When Not to Sue the Bastards?

Why Do Bigots Defame Arabs and Muslims and Get Away with It?

It is often said that the US is a highly litigious society. Individuals are suing and being sued at a rate that surprises many people- the US has way more lawsuits than China, for example.

Sue the bastards. It's a classic response that a person that is wronged hears. However, many times suing is not the best way of dealing with a problem. One of the areas where suing might not be the best way to go is in cases of defamation of a "public figure"- a celebrity, a politician or even anyone who injects themselves in the "public eye."

Take the case of a number of Arab and Muslim leaders that are being targeted by American bigots. Arab and Muslim personalities involved in public affairs find that the American bigots are targeting them with a campaign of organized libel (written defamation) and slander (spoken defamation). The labels are terrorist, terrorist sympathizer, former terrorist, terrorist apologist, Hizbullah agent, defender of Hamas, etc. The goal of the zealots is to cause the libeled individuals to be either intimidated and thus become silent on issues important to Arabs and Muslims-- or to cause non- Arab and non- Muslim Americans to avoid dealing with them either due to the sensational and serious accusations or to avoid the attacks that might extend to them by having associated with the victim.

One is tempted to think that these bigots targeting the Arabs and Muslims are nothing more than ignorant and marginal bigots who seem to suffer of one form of mental illness or another.
This is a big mistake. These bigots are highly driven, well organized and focused individuals who are driven by a clear agenda. This agenda is the marginalization of American Arabs and Muslims. The emergence of the web and the blogs has made their job much easier. Pick a high profile Arab American or Muslim American and Google their name. The odds are you would find some bigot attacking them with wild accusations that are laughable. But to non- Arab and non- Muslim Americans who have not dealt with the victim before these wild accusations raise a red flag. The result is the innocent victim loses an important contact or even money because of the defamation that is spread by one web site connecting to another and since there is no other information online dealing with the accusations head on- these allegations end up painting the reality of the victim.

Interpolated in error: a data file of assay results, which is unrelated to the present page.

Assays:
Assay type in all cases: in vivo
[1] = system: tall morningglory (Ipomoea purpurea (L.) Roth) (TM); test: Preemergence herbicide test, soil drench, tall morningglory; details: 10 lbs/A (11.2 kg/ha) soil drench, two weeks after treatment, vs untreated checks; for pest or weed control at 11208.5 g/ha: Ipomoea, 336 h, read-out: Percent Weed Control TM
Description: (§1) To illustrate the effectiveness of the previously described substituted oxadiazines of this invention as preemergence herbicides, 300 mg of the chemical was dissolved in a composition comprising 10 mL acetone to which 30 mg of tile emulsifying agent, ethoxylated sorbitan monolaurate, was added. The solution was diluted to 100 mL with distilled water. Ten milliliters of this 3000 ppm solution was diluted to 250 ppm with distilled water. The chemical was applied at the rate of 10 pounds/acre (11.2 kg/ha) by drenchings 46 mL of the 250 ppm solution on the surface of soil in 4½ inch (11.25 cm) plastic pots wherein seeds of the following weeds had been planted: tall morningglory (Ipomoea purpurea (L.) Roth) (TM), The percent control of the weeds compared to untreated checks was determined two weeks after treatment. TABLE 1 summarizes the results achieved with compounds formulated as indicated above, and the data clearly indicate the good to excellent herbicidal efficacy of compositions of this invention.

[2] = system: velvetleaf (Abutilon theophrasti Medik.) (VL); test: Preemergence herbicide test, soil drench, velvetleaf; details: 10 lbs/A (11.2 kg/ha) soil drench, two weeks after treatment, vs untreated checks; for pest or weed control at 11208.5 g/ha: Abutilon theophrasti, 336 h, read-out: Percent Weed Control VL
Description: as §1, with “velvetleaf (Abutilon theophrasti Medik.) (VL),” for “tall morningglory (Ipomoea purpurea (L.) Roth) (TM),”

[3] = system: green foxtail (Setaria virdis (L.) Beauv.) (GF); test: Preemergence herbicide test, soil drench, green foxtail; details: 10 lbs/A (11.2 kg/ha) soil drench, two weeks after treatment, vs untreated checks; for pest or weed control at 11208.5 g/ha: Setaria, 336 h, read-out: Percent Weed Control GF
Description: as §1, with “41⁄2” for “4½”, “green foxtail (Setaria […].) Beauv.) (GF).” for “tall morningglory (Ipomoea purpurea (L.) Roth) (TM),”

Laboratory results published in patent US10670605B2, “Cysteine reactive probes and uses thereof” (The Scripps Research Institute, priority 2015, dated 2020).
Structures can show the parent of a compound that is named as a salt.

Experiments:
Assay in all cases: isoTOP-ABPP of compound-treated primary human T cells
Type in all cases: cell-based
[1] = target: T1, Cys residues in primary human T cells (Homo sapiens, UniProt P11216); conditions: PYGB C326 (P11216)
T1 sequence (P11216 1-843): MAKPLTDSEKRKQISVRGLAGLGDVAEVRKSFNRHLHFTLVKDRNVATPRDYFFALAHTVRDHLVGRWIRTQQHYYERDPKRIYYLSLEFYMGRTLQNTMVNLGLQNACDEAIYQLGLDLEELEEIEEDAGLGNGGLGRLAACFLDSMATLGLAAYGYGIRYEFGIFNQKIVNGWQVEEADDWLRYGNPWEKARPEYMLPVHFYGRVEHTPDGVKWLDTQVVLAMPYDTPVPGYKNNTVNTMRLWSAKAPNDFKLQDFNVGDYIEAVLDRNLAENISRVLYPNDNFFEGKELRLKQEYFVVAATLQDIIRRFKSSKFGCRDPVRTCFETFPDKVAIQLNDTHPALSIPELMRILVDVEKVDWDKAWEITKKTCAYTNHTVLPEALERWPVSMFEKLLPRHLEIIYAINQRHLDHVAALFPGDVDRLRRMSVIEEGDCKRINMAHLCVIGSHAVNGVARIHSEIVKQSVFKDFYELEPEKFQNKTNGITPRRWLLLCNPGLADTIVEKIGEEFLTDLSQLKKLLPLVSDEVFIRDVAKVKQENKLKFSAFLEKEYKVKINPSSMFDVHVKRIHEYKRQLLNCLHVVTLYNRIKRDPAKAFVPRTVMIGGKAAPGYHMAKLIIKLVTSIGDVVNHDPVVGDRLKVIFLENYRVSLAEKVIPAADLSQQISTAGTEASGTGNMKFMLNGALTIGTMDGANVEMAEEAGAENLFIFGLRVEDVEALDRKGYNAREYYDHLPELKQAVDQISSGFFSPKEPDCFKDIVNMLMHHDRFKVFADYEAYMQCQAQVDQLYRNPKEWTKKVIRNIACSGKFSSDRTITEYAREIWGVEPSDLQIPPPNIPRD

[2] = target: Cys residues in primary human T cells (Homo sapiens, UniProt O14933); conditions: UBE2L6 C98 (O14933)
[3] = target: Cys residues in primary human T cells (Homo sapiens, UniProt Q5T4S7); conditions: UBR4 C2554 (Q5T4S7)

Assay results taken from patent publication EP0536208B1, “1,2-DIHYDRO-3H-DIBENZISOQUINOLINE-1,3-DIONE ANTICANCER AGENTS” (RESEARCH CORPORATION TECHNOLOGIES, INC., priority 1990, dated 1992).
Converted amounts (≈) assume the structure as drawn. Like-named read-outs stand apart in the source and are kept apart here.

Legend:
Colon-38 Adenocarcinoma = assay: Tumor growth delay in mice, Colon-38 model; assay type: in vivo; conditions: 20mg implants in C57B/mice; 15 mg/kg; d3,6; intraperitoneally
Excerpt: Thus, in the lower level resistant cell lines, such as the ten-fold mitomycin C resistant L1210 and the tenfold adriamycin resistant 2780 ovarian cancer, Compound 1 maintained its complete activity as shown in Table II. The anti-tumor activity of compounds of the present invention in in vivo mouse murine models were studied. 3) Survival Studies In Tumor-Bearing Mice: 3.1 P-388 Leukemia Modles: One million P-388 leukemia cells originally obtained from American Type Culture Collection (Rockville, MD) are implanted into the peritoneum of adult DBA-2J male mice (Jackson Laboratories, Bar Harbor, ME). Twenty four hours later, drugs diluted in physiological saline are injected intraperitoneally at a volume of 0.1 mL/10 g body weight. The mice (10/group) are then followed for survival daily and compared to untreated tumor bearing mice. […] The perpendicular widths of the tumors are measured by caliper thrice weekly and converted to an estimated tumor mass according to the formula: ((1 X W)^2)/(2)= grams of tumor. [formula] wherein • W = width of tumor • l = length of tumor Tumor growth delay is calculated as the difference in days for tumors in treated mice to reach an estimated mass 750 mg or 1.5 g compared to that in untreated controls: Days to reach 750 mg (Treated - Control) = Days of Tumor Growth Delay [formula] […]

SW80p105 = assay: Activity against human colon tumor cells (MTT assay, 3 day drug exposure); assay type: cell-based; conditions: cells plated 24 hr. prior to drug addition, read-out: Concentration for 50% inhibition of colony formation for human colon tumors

The question is: why not sue? Cost is one reason. Litigation is very costly. Second, litigation takes time- the wheels of justice are slow and this can be very frustrating. Third, the person perpetrating the lies might have nothing to their name which means an expensive legal victory that amounts to little gained. Fourth, litigation opens the gates of discovery. And this discovery can be very wide in scope- depending on the judge. This discovery is susceptible to become a tool for further harassment of the victim. Also, a lawsuit might be welcome by the attention craving bigots and might even rally the zealots together. The defamer is also likely to grab the opportunity to get free media exposure while playing the victim of "an attack on the first amendment." Also, media coverage is a sure way that the lies would be repeated over again in the mainstream media.

The biggest hurdle though is that under American law it is very difficult for a "public figure" to win a defamation suit. The victim has to show that the defamer acted with "malice" - that they made untrue statements knowing that they are untrue or with reckless disregard of the truth.

This malice element keeps many - even libeled attorneys from suing their defamers. It is an awful situation that can be remedied by generating good speech. If those who libel Arabs are using blogs to spread lies, then the Arab and Muslim activists and their friends should also create web sites and blogs. This can achieve two goals: exposing the defamer and telling the truth about the defamed people.

(originally appeared in the Forum and Link Volume 5, issue 2 July 10, 2008)


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